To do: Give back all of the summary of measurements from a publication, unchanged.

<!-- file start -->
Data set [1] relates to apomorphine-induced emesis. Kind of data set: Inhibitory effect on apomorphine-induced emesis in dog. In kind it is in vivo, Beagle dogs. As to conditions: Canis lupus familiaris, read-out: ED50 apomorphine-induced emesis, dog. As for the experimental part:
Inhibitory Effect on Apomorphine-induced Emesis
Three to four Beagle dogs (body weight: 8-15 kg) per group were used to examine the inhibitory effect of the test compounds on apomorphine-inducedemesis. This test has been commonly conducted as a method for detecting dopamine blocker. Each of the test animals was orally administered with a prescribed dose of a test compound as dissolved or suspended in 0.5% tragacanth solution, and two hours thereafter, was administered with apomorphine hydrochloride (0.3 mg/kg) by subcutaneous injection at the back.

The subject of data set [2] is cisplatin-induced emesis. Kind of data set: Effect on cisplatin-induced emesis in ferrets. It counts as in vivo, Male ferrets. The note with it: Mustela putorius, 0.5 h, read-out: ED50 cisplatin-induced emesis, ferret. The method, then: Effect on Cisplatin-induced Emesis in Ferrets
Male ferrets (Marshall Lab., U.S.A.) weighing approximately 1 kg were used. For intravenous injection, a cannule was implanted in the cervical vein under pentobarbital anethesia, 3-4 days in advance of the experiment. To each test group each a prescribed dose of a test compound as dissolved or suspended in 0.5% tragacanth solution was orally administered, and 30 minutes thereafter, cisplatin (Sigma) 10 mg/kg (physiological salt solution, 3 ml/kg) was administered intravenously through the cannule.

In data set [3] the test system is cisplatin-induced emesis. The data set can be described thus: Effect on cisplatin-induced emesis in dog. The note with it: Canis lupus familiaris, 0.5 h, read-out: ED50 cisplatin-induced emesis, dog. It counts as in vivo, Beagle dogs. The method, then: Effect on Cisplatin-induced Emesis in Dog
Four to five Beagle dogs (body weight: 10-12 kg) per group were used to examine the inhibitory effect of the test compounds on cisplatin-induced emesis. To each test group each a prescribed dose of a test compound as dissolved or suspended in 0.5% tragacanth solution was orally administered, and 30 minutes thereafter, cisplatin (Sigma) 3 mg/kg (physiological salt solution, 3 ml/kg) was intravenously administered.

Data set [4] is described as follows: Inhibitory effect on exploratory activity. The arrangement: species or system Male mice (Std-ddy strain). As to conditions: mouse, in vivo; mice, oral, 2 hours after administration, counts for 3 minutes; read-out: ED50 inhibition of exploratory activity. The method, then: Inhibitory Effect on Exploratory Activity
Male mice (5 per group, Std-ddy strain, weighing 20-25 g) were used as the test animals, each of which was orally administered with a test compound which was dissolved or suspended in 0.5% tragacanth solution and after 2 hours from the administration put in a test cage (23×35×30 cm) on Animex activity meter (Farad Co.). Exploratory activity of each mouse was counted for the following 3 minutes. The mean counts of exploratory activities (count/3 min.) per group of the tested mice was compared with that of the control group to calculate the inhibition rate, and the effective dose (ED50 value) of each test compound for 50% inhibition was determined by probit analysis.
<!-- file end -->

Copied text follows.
Data set [1] relates to apomorphine-induced emesis. Kind of data set: Inhibitory effect on apomorphine-induced emesis in dog. In kind it is in vivo, Beagle dogs. As to conditions: Canis lupus familiaris, read-out: ED50 apomorphine-induced emesis, dog. As for the experimental part:
Inhibitory Effect on Apomorphine-induced Emesis
Three to four Beagle dogs (body weight: 8-15 kg) per group were used to examine the inhibitory effect of the test compounds on apomorphine-inducedemesis. This test has been commonly conducted as a method for detecting dopamine blocker. Each of the test animals was orally administered with a prescribed dose of a test compound as dissolved or suspended in 0.5% tragacanth solution, and two hours thereafter, was administered with apomorphine hydrochloride (0.3 mg/kg) by subcutaneous injection at the back.

The subject of data set [2] is cisplatin-induced emesis. Kind of data set: Effect on cisplatin-induced emesis in ferrets. It counts as in vivo, Male ferrets. The note with it: Mustela putorius, 0.5 h, read-out: ED50 cisplatin-induced emesis, ferret. The method, then: Effect on Cisplatin-induced Emesis in Ferrets
Male ferrets (Marshall Lab., U.S.A.) weighing approximately 1 kg were used. For intravenous injection, a cannule was implanted in the cervical vein under pentobarbital anethesia, 3-4 days in advance of the experiment. To each test group each a prescribed dose of a test compound as dissolved or suspended in 0.5% tragacanth solution was orally administered, and 30 minutes thereafter, cisplatin (Sigma) 10 mg/kg (physiological salt solution, 3 ml/kg) was administered intravenously through the cannule.

In data set [3] the test system is cisplatin-induced emesis. The data set can be described thus: Effect on cisplatin-induced emesis in dog. The note with it: Canis lupus familiaris, 0.5 h, read-out: ED50 cisplatin-induced emesis, dog. It counts as in vivo, Beagle dogs. The method, then: Effect on Cisplatin-induced Emesis in Dog
Four to five Beagle dogs (body weight: 10-12 kg) per group were used to examine the inhibitory effect of the test compounds on cisplatin-induced emesis. To each test group each a prescribed dose of a test compound as dissolved or suspended in 0.5% tragacanth solution was orally administered, and 30 minutes thereafter, cisplatin (Sigma) 3 mg/kg (physiological salt solution, 3 ml/kg) was intravenously administered.

Data set [4] is described as follows: Inhibitory effect on exploratory activity. The arrangement: species or system Male mice (Std-ddy strain). As to conditions: mouse, in vivo; mice, oral, 2 hours after administration, counts for 3 minutes; read-out: ED50 inhibition of exploratory activity. The method, then: Inhibitory Effect on Exploratory Activity
Male mice (5 per group, Std-ddy strain, weighing 20-25 g) were used as the test animals, each of which was orally administered with a test compound which was dissolved or suspended in 0.5% tragacanth solution and after 2 hours from the administration put in a test cage (23×35×30 cm) on Animex activity meter (Farad Co.). Exploratory activity of each mouse was counted for the following 3 minutes. The mean counts of exploratory activities (count/3 min.) per group of the tested mice was compared with that of the control group to calculate the inhibition rate, and the effective dose (ED50 value) of each test compound for 50% inhibition was determined by probit analysis.